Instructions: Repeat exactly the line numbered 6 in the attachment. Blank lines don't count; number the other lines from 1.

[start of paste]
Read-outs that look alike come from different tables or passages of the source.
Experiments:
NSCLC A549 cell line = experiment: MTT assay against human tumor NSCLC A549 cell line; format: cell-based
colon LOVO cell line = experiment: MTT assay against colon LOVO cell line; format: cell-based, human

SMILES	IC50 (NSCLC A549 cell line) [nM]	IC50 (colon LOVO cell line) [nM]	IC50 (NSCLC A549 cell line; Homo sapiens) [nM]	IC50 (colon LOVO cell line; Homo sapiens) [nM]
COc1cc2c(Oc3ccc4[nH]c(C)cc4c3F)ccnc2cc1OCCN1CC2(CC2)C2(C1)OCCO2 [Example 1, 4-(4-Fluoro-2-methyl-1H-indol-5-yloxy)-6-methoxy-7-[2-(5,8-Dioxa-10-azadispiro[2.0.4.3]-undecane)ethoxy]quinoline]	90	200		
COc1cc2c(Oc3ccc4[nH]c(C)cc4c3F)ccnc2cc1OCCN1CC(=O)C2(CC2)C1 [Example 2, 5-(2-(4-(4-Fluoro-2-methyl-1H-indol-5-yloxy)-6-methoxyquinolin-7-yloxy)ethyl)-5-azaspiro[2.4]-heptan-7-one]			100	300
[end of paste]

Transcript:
COc1cc2c(Oc3ccc4[nH]c(C)cc4c3F)ccnc2cc1OCCN1CC2(CC2)C2(C1)OCCO2 [Example 1, 4-(4-Fluoro-2-methyl-1H-indol-5-yloxy)-6-methoxy-7-[2-(5,8-Dioxa-10-azadispiro[2.0.4.3]-undecane)ethoxy]quinoline]	90	200		